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How To Tell If a Water Heater is Bad

How To Tell If a Water Heater is Bad

Water heaters, like any other home appliances, aren’t designed to last forever. Even the most well-made and reliable water heaters can show signs of wear and tear over time. Routine maintenance and timely repairs are essential to extend the lifespan of your water heater, keeping it efficient and functional for as long as possible. Knowing when your water heater needs attention can often be the difference between an affordable fix and an expensive replacement.

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Bad Water Heater Element Symptoms

Dealing with water heater problems can be quite the nuisance. Knowing the symptoms of a malfunctioning water heater can help you diagnose the underlying issue and seek assistance if needed. Here are some signs to watch out for.

Lukewarm Water

A major sign of a defective water heater is when the water is lukewarm. If your heater isn’t delivering hot water as it should, it could mean one or both elements have stopped working. A non-functional element can’t heat water effectively.

Reduced Water Flow

A decrease in water flow might also indicate there’s an issue with your water heater element. If the element is impaired or encrusted with sediment, it may have difficulty heating water efficiently. This inefficiency could lead to less hot water flowing from your faucets.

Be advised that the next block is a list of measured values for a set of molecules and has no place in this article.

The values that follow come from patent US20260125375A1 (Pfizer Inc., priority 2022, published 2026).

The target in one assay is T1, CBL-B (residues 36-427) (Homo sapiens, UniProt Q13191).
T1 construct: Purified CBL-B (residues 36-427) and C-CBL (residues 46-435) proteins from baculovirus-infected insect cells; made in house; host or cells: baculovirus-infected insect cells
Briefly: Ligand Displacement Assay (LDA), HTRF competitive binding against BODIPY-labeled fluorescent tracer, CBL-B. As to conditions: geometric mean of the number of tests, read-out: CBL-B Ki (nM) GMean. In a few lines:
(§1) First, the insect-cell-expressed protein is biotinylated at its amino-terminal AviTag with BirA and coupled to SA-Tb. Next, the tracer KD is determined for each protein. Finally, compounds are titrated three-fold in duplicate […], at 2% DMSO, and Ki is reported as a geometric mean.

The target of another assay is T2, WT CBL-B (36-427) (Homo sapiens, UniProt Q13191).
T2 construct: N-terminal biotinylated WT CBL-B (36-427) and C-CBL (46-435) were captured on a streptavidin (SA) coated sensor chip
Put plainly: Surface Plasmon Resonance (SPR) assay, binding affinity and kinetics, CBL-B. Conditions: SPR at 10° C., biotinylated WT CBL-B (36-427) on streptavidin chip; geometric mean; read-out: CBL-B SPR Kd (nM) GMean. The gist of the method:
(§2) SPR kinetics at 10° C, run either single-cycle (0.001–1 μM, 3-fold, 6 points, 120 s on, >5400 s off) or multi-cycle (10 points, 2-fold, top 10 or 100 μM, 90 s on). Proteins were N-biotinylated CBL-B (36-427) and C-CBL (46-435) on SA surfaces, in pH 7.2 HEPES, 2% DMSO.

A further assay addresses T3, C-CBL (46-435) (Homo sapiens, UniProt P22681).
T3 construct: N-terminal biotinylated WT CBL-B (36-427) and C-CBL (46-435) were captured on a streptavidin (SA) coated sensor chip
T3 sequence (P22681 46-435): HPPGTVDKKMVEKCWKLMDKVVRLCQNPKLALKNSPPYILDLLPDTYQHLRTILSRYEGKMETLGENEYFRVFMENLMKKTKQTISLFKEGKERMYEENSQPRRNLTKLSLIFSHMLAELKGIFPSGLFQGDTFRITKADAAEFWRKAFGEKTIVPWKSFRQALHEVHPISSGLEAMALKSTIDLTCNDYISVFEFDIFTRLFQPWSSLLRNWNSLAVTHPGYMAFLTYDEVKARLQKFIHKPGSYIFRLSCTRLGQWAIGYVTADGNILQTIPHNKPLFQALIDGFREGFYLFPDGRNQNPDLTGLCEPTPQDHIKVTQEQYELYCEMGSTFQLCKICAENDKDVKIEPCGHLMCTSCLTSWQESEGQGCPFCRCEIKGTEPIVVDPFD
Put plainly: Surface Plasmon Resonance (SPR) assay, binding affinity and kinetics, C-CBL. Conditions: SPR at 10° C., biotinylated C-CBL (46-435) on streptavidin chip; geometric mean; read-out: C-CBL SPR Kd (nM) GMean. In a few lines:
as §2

No Hot Water

In extreme cases, a defective water heater element might produce no hot water supply. If both elements cease to function, the water heater can’t heat the water, leaving you with only cold water.

Testing Water Heater Element

If your water heater isn’t functioning properly, the culprit could be a defective element. Here’s a detailed process on how to perform water heater element testing safely and verify the condition of the water heater element. Please note, we do recommend leaving this process up to a licensed plumber.

Step 1. Disconnect the water heater. Electricity work must be done safely. Before initiating the testing procedure, make sure the water heater’s power supply is disconnected. You can disconnect it by switching off the circuit breaker connected to the water heater. It’s usually in your home’s main breaker box.

Step 2. Remove the metal covers. On the side of your water heater, you’ll notice one or two metal cover plates. These safeguard the thermostat and internal heating elements. Unscrew the Phillips head screws using a screwdriver or power drill so you can remove the covers.

Step 3. Remove the insulation and plastic guard beneath the metal cover. The insulation could be rigid foam or flexible fiberglass, which can be manually removed or cut away if needed. The plastic guard can be detached from the metal tabs. Be careful not to damage these parts, as they’ll need to be reinstalled after the test.